One of the key elements of a brand is the experience a customer has while interacting with the product. Brand experience starts with the availability and the quality of information regarding the product, stretches throughout all the tiny elements of a pre-purchase period (that often includes the atmosphere of a shopping place, the attitude of the workers, and the general approach the brand has towards its customers), and ends with the brand’s reaction to its users’ post-purchase behavior. To put it simpler, it is the attitude your brand has to its potential customers and all sources from where it originates.
For most of the “customers”, the Easter brand experience starts at primary school, where we all learn the holiday’s background – develop brand awareness. At this stage, we are able to evaluate how important celebration is going to be to us and if it will outshine the “competitors”, such as Christmas or Halloween.
After gathering enough information and evaluating the offers, the customer develops a certain attitude towards the product. If it was a soap or a new menu they would be able to immediately go and try it out. But Easter, just like all the other holidays, is a somewhat “limited edition” that can only be sampled once a year. So anticipation grows and so does the demand. Much like after the announcement of a new iPhone.
Finally, when the day comes, people get to finally directly interact with the brand. It involves decorating the public spaces, the availability of Easter-related products in the shops (isn’t it heartbreaking when you don’t manage to find some white eggs to paint?), the preparation of a special meal, all the family arrangements, school projects – all the chickens-eggs-and-bunnies mood that prevails for at least 2 weeks in Spring every year.
At the end of a customer’s journey, there is a post-purchase behavior and evaluation. Now, probably no one has ever asked you “How likely are you to celebrate Easter again?”. Well, that’s because strong brands don’t really need to have verbal confirmation of a tangible success! And I dare to say that an annual $18.2 billion pure revenue is quite tangible! Easter doesn’t leave its “consumers” a choice not to like it – and it works!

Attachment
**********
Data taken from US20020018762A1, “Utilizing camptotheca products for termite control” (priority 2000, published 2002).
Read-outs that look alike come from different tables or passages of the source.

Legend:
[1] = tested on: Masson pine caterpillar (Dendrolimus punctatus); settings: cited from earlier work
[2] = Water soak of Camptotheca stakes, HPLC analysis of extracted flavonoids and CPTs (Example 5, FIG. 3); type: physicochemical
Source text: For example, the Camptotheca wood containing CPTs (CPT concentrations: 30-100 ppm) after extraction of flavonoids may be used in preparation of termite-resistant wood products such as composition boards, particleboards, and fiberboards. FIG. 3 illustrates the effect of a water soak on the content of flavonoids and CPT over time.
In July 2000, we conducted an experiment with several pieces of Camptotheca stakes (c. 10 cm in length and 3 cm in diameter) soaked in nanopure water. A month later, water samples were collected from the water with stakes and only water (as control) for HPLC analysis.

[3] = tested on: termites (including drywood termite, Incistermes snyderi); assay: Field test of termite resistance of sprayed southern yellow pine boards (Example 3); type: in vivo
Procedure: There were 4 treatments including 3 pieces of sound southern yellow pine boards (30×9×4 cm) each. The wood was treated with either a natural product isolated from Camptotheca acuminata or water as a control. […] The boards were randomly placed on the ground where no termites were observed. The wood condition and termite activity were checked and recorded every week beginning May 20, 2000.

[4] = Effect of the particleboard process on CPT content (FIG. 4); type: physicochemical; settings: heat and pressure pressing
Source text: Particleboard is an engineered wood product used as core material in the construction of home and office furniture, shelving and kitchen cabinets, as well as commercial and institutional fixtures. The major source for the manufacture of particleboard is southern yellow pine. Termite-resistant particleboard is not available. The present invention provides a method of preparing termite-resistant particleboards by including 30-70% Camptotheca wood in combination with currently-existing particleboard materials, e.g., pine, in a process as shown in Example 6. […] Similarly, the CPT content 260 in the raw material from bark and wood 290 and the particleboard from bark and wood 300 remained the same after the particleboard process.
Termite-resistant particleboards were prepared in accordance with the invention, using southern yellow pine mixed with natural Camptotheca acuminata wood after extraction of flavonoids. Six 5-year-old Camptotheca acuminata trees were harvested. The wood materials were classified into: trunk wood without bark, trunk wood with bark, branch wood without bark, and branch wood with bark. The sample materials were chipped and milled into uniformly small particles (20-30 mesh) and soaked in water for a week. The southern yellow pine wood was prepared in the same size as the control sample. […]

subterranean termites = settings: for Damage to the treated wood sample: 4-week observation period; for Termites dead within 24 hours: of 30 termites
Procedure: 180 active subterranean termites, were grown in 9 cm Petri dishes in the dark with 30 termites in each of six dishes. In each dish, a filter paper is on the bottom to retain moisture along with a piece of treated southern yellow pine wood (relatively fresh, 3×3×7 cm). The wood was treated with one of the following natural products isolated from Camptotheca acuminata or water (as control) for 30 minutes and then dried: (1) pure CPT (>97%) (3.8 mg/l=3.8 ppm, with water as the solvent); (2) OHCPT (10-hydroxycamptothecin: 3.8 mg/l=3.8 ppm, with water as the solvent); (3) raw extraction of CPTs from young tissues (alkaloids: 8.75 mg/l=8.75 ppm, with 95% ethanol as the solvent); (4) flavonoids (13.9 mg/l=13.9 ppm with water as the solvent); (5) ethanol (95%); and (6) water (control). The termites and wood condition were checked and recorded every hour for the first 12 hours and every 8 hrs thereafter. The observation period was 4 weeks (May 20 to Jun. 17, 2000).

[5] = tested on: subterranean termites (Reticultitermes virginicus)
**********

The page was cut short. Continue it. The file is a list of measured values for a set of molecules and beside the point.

Now that we mentioned the financial side of the holiday, let us say a few words about Equity. Usually, the term relates to how much the brand itself is actually worth. In rare cases, it can be limited to the actual revenues, but normally equity also implies the worth of the brand’s intangible assets, such as reputation, strategy, etc. In a way, equity is a more pragmatic approach to the elements described above. It selects measurable aspects of the brand and tries to see which may require improvements.
Of course, Easter doesn’t sell anything. It doesn’t have a tangible product to offer so that its revenues and market shares could be measured. However, just like the majority of the holidays today, Easter is not spared of the sense of consumerism. According to the data provided by NRF – last year Americans spent around $18.2 billion on Easter-related shopping (a stunning result, given that at the beginning of the century Easter spending had barely reached $1.9 billion). That roughly adds up to $151 per person.
Apart from the actual spendings, there were also investments the companies carried out in order to produce and promote the goods that were eventually purchased, the materials used for that secondary product placement, etc. By the way, the materials also serve as a tool for promoting Easter’s brand identity and positioning. Add a few hundreds of years of such a commercial approach and a-few-century-long tradition of celebrations and you would have a basic understanding of Easter’s Brand Equity.
It is easy to confuse brand communication with brand identity, personality, and experience because, at the end of the day, they all try to persuade people in a given brand’s uniqueness. However, each does it through different channels. Brand communication, per se, deals with the message the brand sends to the people. It’s the most direct element of all, as instead of subtly suggesting something, it has to turn it into a loud and clear statement.
Easter is about Christ’s resurrection. But it’s not the main message it delivers to all the faithful Christians out there. In fact, if it did – it probably wouldn’t survive much longer than a few decades. Resurrection is great and all, but it is also a constant reminder of death because it is indirectly connected to it. And death is not something worth celebrating – at least in the Christian tradition.
Instead, the holiday focuses on the good aspects of Jesus’s re-birth and presents itself as a time for family, unity, and hope. It doesn’t mention the end – instead, it speaks of the new beginning. That’s why Spring is a perfect season for it. Easter wants people to be always reminded that nothing is lost forever and there is always a place for a happy ending.
Brand gap reflects the differences between the promise it makes as a part of Brand Communication and the actual Brand Experience the customer has. In general, brand gap is always there because most of the branding strategies build on evoking emotions and raising expectations. We all know that pictures of the burgers in McDonald’s rarely reflect the outcome we receive in the box. The question is how much the picture actually distorts the reality.